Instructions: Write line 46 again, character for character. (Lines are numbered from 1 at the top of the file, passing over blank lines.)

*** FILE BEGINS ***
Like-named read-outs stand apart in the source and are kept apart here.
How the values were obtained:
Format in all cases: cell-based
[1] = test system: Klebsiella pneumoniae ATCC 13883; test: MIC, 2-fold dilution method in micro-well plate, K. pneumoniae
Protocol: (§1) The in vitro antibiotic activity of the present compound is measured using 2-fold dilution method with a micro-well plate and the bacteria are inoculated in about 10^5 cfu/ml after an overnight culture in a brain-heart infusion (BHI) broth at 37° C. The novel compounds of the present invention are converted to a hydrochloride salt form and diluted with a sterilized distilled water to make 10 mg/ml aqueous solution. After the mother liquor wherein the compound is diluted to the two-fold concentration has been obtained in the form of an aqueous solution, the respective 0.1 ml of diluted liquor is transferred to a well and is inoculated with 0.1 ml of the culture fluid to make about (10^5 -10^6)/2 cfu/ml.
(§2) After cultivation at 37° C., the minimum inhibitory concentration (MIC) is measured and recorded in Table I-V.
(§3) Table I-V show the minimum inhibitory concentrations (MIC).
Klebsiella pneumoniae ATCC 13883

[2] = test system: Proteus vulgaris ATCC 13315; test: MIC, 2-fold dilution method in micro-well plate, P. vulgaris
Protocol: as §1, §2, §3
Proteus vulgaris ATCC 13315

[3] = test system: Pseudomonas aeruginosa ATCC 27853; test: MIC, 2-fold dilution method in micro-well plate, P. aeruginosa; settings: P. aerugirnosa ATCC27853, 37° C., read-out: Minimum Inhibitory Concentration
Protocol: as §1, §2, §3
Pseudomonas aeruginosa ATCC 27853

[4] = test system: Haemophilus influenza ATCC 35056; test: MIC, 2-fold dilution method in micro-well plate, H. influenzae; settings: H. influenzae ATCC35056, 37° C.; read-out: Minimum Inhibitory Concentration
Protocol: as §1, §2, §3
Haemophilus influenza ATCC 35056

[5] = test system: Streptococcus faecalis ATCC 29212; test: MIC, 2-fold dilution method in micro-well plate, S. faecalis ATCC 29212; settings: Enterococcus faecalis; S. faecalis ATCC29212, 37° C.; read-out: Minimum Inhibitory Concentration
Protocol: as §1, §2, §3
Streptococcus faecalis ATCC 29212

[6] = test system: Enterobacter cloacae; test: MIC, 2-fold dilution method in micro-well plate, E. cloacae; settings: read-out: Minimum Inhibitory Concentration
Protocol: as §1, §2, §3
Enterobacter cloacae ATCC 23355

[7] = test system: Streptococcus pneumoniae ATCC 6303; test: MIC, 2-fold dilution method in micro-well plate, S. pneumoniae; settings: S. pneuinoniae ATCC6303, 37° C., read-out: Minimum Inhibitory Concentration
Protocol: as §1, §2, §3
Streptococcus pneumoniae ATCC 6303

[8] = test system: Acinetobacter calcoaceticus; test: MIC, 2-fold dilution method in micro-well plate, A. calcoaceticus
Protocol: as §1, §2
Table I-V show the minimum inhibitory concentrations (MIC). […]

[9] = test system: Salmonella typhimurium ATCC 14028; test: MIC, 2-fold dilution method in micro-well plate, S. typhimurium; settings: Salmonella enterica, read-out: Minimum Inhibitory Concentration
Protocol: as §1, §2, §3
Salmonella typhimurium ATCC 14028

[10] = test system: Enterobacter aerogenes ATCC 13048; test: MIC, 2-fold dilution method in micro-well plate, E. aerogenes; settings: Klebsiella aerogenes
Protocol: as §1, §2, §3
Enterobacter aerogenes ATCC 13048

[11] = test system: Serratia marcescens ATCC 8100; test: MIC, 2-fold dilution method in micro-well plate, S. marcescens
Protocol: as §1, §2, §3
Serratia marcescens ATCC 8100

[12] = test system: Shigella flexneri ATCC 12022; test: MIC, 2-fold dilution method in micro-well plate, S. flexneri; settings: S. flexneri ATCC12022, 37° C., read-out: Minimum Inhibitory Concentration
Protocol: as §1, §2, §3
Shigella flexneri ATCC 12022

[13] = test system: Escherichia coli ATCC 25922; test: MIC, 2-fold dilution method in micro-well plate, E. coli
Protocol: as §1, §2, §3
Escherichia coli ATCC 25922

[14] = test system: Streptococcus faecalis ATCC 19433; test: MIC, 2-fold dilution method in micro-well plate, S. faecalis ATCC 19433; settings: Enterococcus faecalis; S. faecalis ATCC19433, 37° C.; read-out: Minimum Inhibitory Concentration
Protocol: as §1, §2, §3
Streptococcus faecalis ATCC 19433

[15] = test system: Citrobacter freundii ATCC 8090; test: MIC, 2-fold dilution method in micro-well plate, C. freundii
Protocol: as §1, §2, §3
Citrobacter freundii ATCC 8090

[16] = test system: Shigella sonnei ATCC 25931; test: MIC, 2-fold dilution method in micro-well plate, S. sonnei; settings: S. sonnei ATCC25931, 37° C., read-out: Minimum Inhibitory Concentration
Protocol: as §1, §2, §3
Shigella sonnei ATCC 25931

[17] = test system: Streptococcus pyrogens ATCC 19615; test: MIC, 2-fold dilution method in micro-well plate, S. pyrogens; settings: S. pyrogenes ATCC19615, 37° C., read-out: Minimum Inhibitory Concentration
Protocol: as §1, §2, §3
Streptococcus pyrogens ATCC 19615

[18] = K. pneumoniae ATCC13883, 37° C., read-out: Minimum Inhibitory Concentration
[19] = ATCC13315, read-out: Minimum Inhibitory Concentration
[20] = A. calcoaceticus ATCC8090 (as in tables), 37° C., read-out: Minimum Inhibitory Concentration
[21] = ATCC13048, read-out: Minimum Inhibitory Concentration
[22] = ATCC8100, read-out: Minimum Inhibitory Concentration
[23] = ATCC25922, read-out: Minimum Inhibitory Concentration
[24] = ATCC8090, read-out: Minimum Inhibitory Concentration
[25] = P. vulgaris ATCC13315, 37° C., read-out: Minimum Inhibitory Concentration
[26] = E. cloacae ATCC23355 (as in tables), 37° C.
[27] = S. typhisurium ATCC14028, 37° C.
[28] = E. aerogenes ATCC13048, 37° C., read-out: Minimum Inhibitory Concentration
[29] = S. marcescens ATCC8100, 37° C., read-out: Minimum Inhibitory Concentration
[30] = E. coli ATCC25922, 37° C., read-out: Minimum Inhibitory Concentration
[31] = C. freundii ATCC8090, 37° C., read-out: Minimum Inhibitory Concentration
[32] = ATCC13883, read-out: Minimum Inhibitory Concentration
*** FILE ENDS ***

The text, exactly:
Protocol: as §1, §2, §3